In college, I gave a workshop on office politics and how to navigate them. The message, which I developed after having researched the topic extensively, was not to avoid engaging in office politics. For all of those people who can't stand double negatives, here's what I mean:
Engage in office politics.
Many of my peers weren't too happy to hear this (because really, who wants to have to work for a company riddled with office politics?), but office politics are not always bad.
Office politics in the known, traditional sense are the actions that some people engage in such as gossiping, back stabbing, sneaking, sucking up, and putting blame on coworkers. This is most certainly not a professional or even remotely ethical way to conduct yourself in the office.
I'm not asking you to engage in office politics by slandering somebody's reputation at the water cooler, but there are ways that you can engage to help your career.
Every time you engage in any sort of small talk or pleasantry, you are engaging in politics of a relationship. Even if you genuinely enjoy the person and their company, it's still prima fascia office politics (if it's being done in the work place).
Just because this definition of political behaviour doesn't align with the traditional sense of office politics, it still very much is. It may feel like you aren't engaging because you are being nice and aren't thwarting the efforts of others, but all of your interactions with co-workers, your boss, and those around you are political.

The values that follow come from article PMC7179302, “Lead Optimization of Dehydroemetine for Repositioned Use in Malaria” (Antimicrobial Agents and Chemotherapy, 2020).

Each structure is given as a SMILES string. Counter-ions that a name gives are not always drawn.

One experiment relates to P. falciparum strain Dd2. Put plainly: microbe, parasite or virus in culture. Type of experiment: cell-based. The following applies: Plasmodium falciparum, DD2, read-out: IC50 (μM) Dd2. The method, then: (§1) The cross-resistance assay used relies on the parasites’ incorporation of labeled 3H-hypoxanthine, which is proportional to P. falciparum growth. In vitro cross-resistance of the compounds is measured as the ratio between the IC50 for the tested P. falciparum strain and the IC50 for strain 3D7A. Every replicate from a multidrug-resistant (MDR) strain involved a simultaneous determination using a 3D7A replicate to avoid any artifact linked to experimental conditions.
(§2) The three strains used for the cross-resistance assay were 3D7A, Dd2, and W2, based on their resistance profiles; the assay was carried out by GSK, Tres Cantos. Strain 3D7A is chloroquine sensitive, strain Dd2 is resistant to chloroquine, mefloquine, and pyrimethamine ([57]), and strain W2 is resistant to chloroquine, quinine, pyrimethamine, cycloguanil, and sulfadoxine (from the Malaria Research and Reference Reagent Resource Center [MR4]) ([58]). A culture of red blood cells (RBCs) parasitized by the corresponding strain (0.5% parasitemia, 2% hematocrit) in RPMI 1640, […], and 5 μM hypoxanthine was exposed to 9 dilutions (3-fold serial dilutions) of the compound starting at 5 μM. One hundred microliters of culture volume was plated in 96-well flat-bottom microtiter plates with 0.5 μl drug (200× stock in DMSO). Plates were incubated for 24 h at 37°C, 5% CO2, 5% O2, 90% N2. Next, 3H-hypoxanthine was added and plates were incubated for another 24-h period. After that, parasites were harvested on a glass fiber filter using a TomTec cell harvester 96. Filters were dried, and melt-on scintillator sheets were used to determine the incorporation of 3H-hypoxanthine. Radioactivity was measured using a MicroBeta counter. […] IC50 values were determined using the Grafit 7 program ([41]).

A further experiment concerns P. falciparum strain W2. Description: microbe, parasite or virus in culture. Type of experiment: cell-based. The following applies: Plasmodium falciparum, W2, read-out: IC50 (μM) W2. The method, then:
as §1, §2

You can use this to your advantage. Engage in good politics; ones that get people's motivation going, their creative juices flowing, and that will motivate them to work with you, not against you.
Office politics are the only way of getting ahead. Knowing your co-workers strengths and weaknesses and supporting them in projects to help make up for them will make you look good too; if the project isn't adequately completed, and you were on the project team, that looks bad on you.
Don't Wallow in Misery
In my first internship, I had a very difficult relationship with a coworker. We had different working styles, and he engaged in some office politics in the traditional sense of the word. As a result, I reacted negatively. I felt like I was being attacked and being blamed for things that I didn't do.
It wasn't until my last month at that internship when I finally realized that I needed to adjust my attitude and start playing good office politics. Instead of being miserable in my position and feeling victimized by a coworker, I started trying to come at the issue in a more positive way.
As a result, I was much happier to be at work (and I don't think that had too much to do with the fact that I was only a month away from leaving), and my coworker started reacting more positively, too. Avoiding office politics all together was damaging my career, and self esteem because I didn't want to be at work and I wasn't standing up for myself. Engaging in negative politics is never beneficial, but engaging in good office politics really helped my situation.